Should individuals who cooperate with the government in high-profile cases get better deals than individuals who cooperate in cases that do not make the headlines? The rules laid out in the Department of Justice’s U.S. Attorney’s Manual suggest that the answer—at least in the government’s view—is “yes.”
By way of background, in a typical cooperation plea agreement, a cooperator agrees to plead guilty to a felony charge and to testify against others in exchange for a promise from prosecutors to file what is known as a 5K1.1 letter—a letter that seeks a lower sentence based on the substantial assistance the cooperator provided to the government. This arrangement provides a benefit to the cooperator because courts often impose lower sentences when prosecutors send a 5K1.1 letter. But the arrangement also has significant drawbacks, as it requires that the cooperator suffer the collateral consequences that accompany any felony plea, as well as that the cooperator bear the risk that a court will still impose a significant prison term.
This kind of cooperation plea bargain, however, is not the only tool available to prosecutors to obtain cooperation. Among other options, prosecutors can enter what are called “non-prosecution agreements.” In a typical non-prosecution agreement, a cooperator agrees to testify against others in exchange for a promise from prosecutors not to prosecute the cooperator for specific conduct. Because this arrangement does not involve a guilty plea, it allows the cooperator to avoid the consequences that accompany a felony conviction, including potential jail time. For this reason, a non-prosecution agreement offers what law professor Peter J. Henning called a “kinder and gentler disposition” than the standard cooperation plea agreement.
In determining whether to offer a cooperation plea agreement or a non-prosecution agreement, federal prosecutors are guided by the U.S. Attorney’s Manual, which provides a list of three factors for consideration. Two of these factors are unsurprising: “the value of a person’s cooperation” and the person’s “relative culpability in connection with the offense or offenses being investigated or prosecuted and his/her history with respect to criminal activity.”
The third factor, however, provides that “a significant threshold consideration” is “[t]he relative importance or unimportance of the contemplated case.” The Manual explains that “[s]ince the primary function of a Federal prosecutor is to enforce the criminal law,” prosecutors “should not routinely or indiscriminately enter into non-prosecution agreements, which are, in essence, agreements not to enforce the law under particular conditions.” Rather, the Manual goes on, prosecutors “should reserve the use of such agreements for cases in which the cooperation sought concerns the commission of a serious offense or in which successful prosecution is otherwise important in achieving effective enforcement of the criminal laws.”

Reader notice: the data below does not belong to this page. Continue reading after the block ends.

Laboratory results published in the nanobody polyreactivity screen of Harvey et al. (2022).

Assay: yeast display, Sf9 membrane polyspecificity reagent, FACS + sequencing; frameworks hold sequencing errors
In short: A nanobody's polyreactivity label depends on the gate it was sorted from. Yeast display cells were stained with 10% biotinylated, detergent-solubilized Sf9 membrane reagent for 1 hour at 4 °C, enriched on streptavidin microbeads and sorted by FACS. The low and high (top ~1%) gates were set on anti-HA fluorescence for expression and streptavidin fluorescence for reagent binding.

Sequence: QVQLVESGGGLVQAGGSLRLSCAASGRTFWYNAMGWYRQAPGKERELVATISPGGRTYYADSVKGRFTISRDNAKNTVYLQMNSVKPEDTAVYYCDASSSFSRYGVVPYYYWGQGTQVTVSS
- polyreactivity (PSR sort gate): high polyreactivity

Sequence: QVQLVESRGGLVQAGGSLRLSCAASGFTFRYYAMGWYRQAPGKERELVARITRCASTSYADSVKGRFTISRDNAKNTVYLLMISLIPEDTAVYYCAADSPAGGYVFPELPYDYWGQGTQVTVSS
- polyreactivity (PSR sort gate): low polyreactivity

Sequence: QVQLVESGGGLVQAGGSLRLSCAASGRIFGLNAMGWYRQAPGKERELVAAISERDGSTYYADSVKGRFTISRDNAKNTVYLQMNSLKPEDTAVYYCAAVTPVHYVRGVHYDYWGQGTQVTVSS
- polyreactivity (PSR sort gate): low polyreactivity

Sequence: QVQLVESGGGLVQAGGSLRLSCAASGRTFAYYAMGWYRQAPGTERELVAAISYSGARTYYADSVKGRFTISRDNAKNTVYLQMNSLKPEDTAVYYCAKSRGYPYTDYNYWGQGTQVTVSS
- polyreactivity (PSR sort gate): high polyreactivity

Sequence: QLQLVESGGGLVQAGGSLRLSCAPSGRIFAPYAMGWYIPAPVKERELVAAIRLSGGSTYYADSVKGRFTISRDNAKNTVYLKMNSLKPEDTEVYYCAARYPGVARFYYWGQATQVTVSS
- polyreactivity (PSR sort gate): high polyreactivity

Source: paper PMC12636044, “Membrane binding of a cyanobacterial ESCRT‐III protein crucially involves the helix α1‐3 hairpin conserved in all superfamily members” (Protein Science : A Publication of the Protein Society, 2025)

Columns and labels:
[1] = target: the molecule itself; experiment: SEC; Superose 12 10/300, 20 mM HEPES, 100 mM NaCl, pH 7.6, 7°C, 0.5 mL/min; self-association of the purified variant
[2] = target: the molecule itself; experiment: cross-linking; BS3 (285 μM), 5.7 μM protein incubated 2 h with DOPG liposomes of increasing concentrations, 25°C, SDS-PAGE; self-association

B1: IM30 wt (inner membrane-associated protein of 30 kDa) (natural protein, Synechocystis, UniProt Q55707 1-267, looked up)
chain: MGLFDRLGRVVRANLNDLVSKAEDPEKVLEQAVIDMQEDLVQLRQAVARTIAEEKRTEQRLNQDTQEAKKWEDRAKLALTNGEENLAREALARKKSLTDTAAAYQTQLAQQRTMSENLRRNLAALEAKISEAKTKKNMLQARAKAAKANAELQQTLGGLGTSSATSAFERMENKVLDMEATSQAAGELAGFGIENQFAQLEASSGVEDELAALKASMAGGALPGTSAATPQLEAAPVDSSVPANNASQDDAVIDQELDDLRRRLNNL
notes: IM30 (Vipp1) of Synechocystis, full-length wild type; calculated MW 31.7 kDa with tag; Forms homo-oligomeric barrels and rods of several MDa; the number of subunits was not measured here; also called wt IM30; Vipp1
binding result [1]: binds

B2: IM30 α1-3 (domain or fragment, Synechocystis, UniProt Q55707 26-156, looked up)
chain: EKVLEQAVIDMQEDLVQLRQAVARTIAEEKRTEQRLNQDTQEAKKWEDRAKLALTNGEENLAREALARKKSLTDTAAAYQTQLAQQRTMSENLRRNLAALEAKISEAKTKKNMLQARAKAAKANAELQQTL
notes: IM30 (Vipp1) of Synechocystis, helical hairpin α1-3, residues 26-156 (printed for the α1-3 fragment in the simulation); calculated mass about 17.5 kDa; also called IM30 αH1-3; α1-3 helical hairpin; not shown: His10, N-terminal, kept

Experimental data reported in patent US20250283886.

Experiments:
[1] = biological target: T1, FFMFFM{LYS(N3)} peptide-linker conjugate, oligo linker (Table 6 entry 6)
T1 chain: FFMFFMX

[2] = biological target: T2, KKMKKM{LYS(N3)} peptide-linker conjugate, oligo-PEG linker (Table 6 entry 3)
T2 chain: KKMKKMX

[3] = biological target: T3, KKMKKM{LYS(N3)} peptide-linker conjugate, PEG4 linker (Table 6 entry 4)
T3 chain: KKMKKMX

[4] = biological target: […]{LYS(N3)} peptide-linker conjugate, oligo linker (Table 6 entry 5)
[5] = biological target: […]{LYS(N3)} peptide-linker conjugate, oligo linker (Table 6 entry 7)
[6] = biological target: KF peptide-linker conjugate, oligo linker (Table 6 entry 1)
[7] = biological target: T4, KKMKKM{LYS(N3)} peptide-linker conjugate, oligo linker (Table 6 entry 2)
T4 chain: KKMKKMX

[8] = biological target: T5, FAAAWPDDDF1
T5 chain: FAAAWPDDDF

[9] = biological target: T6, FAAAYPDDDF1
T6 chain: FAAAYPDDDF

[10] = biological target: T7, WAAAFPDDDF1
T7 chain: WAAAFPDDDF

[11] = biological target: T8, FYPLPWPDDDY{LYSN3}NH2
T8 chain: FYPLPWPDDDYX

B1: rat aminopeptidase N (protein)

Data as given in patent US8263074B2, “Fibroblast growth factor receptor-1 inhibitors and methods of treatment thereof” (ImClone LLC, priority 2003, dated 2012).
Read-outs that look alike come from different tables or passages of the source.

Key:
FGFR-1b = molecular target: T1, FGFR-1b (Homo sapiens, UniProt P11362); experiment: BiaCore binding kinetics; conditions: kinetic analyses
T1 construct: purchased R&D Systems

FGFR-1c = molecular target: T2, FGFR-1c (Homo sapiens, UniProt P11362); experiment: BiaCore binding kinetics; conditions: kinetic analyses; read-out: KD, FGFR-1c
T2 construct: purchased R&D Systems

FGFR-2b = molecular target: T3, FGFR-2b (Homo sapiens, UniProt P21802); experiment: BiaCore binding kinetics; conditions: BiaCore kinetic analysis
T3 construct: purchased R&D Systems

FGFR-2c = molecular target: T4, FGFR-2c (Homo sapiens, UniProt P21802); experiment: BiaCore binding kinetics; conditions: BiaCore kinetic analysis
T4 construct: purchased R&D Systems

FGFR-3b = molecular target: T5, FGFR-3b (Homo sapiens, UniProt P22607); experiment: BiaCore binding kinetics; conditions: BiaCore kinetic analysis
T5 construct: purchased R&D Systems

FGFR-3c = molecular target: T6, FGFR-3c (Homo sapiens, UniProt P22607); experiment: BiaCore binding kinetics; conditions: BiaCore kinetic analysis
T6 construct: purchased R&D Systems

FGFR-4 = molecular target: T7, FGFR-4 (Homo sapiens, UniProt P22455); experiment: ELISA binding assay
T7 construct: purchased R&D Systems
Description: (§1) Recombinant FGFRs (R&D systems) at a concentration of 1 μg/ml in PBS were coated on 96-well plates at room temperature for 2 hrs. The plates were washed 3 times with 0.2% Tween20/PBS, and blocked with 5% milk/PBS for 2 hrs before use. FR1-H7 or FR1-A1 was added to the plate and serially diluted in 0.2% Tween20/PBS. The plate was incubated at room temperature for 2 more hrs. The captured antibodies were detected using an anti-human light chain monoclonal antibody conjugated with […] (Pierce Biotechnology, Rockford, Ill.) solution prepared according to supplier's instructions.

Even though the Manual makes the “relative importance” of a case a “significant threshold consideration,” the Manual’s guidance as to the meaning of “important” in this context is lacking. In the paragraph quoted above, the Manual makes the obvious point that cases involving “serious offense[s]” qualify as important, and the circular point that cases are “important” if a “successful prosecution is otherwise important in achieving effective enforcement of the criminal laws.” This bare language does little to assist prosecutors in the exercise of their discretion.
The question of what cases qualify as “important” enough to justify non-prosecution agreements is further complicated by the fact that, at some level, every federal criminal case qualifies as important. Certainly, every case is important not only to the defendants being prosecuted and to the victims who are harmed, but also to the government, which is responsible for enforcing the law. Indeed, in an effort to ensure fair consideration, district courts frequently instruct juries, often at the government’s request, and even in routine matters, that “this case is important to the defendant,” and is also “important to the government, for the enforcement of criminal laws is a matter of prime concern to the community.” The vague standards spelled out in the U.S. Attorney’s Manual, coupled with the general notion that all criminal cases are important, leave substantial uncertainly as to what cases meet the threshold level of “relative importance.”
Recent experience suggests that, at a minimum, high-profile white-collar cases qualify as “important.” For example, in the prosecution of Mathew Martoma for insider trading, the Department of Justice entered into a non-prosecution agreement with Dr. Sidney Gilman, who had provided Martoma with inside information.* In the prosecution of former New York State Assembly speaker Sheldon Silver, the government entered into a non-prosecution agreement with Dr. Robert N. Taub, who received, according to prosecutors, taxpayer money and other benefits in exchange for sending patients with asbestos-related claims to a law firm that shared fees with Mr. Silver. The Department of Justice also entered into a non-prosecution agreement with Bruno Iksil, the so-called “London Whale,” in an apparent effort to make cases against his superiors in connection with the more than $6 billion in trading losses his bets caused JPMorgan Chase.
From The Insider Blog: White Collar Defense & Securities Enforcement.